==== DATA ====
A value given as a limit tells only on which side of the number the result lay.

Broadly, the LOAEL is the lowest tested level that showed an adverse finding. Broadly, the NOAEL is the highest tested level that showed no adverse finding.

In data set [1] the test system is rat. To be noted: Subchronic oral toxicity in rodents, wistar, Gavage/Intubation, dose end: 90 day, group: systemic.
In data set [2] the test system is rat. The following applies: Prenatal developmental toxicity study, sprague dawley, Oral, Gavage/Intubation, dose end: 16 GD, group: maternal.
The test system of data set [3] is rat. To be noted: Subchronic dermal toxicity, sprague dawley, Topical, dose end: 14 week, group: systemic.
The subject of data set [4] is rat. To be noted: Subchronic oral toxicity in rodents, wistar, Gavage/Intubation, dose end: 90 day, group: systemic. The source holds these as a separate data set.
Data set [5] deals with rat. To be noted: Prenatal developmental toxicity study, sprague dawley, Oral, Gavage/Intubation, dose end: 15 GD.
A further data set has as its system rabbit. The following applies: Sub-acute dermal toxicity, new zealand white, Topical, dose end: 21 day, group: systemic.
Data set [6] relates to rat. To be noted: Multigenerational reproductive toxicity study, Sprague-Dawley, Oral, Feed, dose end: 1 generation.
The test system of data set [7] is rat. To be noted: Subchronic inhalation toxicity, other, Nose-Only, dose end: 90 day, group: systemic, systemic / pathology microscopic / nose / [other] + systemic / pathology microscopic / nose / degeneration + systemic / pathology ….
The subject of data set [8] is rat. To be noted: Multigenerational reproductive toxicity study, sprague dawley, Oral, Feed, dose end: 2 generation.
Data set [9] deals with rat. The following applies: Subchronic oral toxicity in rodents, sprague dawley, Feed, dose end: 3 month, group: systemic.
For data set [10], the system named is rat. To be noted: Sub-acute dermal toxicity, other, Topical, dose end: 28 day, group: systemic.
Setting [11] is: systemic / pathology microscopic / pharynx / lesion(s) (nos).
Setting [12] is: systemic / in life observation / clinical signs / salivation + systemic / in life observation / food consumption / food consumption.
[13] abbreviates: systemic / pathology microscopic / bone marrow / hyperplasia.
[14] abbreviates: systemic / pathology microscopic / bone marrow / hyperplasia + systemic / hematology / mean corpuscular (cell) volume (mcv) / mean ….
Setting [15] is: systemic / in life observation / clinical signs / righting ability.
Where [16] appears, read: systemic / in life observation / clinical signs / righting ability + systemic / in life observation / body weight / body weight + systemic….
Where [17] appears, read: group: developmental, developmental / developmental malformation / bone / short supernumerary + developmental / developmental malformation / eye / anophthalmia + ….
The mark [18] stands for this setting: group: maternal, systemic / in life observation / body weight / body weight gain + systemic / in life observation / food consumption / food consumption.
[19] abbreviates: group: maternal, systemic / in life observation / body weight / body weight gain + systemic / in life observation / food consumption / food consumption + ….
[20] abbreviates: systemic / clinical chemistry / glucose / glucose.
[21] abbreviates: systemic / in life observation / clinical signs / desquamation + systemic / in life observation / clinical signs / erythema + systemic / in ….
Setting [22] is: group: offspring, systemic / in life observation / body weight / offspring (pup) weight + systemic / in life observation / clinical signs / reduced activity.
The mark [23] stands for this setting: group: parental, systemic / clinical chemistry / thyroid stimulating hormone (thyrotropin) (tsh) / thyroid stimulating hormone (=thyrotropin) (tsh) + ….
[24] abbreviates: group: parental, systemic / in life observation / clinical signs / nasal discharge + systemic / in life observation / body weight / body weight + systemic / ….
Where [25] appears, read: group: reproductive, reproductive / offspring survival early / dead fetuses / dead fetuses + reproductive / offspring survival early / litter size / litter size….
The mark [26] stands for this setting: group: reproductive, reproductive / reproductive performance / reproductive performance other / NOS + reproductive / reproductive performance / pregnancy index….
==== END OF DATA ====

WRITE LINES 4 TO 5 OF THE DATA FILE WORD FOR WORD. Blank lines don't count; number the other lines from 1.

In data set [2] the test system is rat. The following applies: Prenatal developmental toxicity study, sprague dawley, Oral, Gavage/Intubation, dose end: 16 GD, group: maternal.
The test system of data set [3] is rat. To be noted: Subchronic dermal toxicity, sprague dawley, Topical, dose end: 14 week, group: systemic.